A trade association in the debt advice sector has responded to reports that the chancellor is about to scrap the Money Advice Service.
The Financial Times has reported that George Osborne will announce today (March 16) in his Budget speech plans to replace the MAS with a smaller outfit that focusses on frontline services for those in financial difficulty.
The government set the MAS up in 2010 to provide consumers with advice and financial education, but has repeatedly come under fire for effectively duplicating the work of Citizens Advice and consumer information and campaigning sites such as Moneysavingexpert.com.
This morning Kevin Still, chief executive of the Debt Managers Standards Association (DEMSA), said: “The chancellor’s decision comes at a critical time in applications by DEMSA’s members for full authorisations with the Financial Conduct Authority (FCA).
“Since the FCA took over regulation of consumer credit from the Office of Fair Trading in April 2014, the new Consumer Credit Sourcebook has been very clear on the requirement for commercial debt management firms to signpost indebted consumers to the Money Advice Service at the initial point of advice. This is also true for those firms leaving the market, which the Money Advice Service report on.”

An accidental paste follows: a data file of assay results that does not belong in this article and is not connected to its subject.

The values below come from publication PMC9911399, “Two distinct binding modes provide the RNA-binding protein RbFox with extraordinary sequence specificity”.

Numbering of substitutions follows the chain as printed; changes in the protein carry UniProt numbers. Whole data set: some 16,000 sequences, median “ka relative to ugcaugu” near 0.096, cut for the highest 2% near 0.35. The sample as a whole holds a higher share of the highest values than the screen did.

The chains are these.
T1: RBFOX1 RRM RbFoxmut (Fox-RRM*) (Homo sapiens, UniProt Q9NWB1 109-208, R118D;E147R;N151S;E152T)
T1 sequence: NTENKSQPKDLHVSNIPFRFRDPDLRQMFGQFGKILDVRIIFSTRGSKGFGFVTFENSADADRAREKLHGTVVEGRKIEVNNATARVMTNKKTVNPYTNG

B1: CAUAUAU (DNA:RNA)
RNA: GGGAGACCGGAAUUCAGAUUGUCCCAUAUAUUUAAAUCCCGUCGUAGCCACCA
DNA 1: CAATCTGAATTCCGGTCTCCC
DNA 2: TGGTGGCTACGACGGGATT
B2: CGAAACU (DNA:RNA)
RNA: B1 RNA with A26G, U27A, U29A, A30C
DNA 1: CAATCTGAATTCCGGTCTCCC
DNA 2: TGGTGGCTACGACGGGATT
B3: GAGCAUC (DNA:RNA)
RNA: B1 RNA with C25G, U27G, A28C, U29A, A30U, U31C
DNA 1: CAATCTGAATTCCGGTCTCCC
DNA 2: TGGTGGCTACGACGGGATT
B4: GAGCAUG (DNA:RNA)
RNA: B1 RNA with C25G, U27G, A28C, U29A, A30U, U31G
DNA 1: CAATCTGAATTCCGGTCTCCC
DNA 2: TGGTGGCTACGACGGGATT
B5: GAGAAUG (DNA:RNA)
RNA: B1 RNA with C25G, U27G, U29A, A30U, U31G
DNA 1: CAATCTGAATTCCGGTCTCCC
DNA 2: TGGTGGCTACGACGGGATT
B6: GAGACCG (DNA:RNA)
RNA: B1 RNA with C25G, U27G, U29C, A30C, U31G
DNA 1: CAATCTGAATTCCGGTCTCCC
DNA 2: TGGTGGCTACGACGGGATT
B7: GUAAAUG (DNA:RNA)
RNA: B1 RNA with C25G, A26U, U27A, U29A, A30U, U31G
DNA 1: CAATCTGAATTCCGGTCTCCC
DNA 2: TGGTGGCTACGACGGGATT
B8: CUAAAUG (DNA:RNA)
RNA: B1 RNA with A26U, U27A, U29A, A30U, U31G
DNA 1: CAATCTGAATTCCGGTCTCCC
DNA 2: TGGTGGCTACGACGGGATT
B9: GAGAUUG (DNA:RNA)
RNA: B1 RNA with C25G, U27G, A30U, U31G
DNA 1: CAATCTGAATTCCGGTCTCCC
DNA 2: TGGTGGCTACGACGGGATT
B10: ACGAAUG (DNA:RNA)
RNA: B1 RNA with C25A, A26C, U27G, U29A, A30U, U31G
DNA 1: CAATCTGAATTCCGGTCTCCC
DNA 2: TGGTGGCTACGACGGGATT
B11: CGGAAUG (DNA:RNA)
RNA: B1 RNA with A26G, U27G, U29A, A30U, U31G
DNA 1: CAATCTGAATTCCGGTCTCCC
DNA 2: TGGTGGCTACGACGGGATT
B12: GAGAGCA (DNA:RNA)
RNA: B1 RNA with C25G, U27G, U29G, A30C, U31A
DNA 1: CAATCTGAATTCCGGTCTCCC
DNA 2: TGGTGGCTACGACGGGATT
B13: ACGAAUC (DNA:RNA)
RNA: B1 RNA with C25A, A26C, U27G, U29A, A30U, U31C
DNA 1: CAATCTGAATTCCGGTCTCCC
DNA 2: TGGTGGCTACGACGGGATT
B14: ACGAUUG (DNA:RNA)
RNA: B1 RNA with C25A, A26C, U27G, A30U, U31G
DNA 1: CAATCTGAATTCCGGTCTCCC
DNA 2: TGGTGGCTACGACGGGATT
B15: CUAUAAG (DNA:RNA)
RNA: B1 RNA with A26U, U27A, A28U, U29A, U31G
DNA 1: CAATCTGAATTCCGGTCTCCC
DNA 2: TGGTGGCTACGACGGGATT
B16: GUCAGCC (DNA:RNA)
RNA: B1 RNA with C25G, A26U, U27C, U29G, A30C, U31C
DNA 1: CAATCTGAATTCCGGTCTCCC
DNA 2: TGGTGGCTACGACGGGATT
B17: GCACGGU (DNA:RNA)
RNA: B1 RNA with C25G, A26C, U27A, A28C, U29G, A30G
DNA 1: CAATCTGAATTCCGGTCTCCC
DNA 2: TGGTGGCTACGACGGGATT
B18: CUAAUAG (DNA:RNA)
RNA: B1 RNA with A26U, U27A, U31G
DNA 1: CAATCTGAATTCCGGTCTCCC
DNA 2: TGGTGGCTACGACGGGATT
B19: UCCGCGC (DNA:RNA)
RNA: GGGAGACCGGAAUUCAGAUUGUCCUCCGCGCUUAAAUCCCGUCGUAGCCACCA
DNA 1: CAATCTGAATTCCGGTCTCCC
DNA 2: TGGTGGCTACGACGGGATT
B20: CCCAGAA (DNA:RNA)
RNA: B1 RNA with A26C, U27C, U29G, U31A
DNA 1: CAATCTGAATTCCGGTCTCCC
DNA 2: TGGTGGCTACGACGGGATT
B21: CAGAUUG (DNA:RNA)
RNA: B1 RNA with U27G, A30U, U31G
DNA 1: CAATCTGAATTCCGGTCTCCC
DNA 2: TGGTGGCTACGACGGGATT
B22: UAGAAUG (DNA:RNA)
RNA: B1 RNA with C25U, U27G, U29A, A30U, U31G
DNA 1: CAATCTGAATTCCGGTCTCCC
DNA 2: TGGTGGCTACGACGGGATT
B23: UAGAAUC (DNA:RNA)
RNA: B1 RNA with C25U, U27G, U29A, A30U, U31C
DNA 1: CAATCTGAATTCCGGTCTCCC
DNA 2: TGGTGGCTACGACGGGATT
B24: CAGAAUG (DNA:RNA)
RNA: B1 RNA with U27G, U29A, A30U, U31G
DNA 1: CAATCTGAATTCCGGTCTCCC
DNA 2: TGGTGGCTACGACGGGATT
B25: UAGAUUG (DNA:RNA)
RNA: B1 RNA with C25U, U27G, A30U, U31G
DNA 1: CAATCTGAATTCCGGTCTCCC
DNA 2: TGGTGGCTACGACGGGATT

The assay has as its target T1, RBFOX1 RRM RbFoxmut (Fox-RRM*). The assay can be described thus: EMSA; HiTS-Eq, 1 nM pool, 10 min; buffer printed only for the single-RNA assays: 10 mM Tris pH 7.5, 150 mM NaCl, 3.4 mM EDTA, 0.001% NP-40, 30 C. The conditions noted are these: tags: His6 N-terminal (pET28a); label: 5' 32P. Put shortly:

He added: “There needs to be clarity and this needs to be communicated quickly, as 16,000 consumers have recently had their debt management plans terminated following the decision to not grant permissions to debt management firm PDHL. The primary guidance offered to these indebted consumers was for them to contact the Money Advice Service.
“The Money Advice Service acts as a gateway to a range of debt advice providers, including face-to-face advice and advice over the telephone. If the brand is removed, has all the investment in building public awareness around helping people in financial hardship been wasted?
“The Money Advice Service has literally just published research into a ‘picture of over-indebtedness’ in the UK. This confirms that 8.2 million consumers across the UK are over-indebted, which varies by geographical regions.”
Caroline Siarkiewicz, head of UK debt advice for the Money Advice Service, will be speaking on the Alternative Lending stream at Credit Today’s Credit Summit, in London, on April 7.
By Marcel LeGouais